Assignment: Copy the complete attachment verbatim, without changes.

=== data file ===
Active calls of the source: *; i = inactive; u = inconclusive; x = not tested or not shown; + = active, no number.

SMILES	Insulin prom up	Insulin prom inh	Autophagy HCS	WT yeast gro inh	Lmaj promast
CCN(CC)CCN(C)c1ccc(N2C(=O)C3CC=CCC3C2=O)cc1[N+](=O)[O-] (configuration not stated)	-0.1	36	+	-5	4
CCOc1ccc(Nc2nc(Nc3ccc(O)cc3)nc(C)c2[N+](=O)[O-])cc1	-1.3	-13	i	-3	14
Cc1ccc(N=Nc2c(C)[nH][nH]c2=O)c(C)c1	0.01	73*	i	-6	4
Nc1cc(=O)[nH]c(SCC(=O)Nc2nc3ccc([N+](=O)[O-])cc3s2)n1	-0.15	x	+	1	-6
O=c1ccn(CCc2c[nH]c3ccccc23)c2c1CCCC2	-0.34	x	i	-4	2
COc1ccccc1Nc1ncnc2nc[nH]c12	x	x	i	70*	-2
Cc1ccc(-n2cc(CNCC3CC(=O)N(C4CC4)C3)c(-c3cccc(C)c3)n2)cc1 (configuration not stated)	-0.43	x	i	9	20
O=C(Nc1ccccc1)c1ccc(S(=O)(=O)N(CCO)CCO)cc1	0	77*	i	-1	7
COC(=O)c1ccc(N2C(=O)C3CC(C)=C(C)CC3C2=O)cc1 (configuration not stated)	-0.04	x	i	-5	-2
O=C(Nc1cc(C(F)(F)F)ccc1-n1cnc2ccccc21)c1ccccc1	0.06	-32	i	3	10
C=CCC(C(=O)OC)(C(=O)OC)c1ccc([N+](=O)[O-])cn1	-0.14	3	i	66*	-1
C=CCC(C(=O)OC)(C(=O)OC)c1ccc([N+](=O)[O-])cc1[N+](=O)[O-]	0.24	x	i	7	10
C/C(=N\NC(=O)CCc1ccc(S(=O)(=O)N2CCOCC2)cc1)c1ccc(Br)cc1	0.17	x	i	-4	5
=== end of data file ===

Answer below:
Active calls of the source: *; i = inactive; u = inconclusive; x = not tested or not shown; + = active, no number.

SMILES	Insulin prom up	Insulin prom inh	Autophagy HCS	WT yeast gro inh	Lmaj promast
CCN(CC)CCN(C)c1ccc(N2C(=O)C3CC=CCC3C2=O)cc1[N+](=O)[O-] (configuration not stated)	-0.1	36	+	-5	4
CCOc1ccc(Nc2nc(Nc3ccc(O)cc3)nc(C)c2[N+](=O)[O-])cc1	-1.3	-13	i	-3	14
Cc1ccc(N=Nc2c(C)[nH][nH]c2=O)c(C)c1	0.01	73*	i	-6	4
Nc1cc(=O)[nH]c(SCC(=O)Nc2nc3ccc([N+](=O)[O-])cc3s2)n1	-0.15	x	+	1	-6
O=c1ccn(CCc2c[nH]c3ccccc23)c2c1CCCC2	-0.34	x	i	-4	2
COc1ccccc1Nc1ncnc2nc[nH]c12	x	x	i	70*	-2
Cc1ccc(-n2cc(CNCC3CC(=O)N(C4CC4)C3)c(-c3cccc(C)c3)n2)cc1 (configuration not stated)	-0.43	x	i	9	20
O=C(Nc1ccccc1)c1ccc(S(=O)(=O)N(CCO)CCO)cc1	0	77*	i	-1	7
COC(=O)c1ccc(N2C(=O)C3CC(C)=C(C)CC3C2=O)cc1 (configuration not stated)	-0.04	x	i	-5	-2
O=C(Nc1cc(C(F)(F)F)ccc1-n1cnc2ccccc21)c1ccccc1	0.06	-32	i	3	10
C=CCC(C(=O)OC)(C(=O)OC)c1ccc([N+](=O)[O-])cn1	-0.14	3	i	66*	-1
C=CCC(C(=O)OC)(C(=O)OC)c1ccc([N+](=O)[O-])cc1[N+](=O)[O-]	0.24	x	i	7	10
C/C(=N\NC(=O)CCc1ccc(S(=O)(=O)N2CCOCC2)cc1)c1ccc(Br)cc1	0.17	x	i	-4	5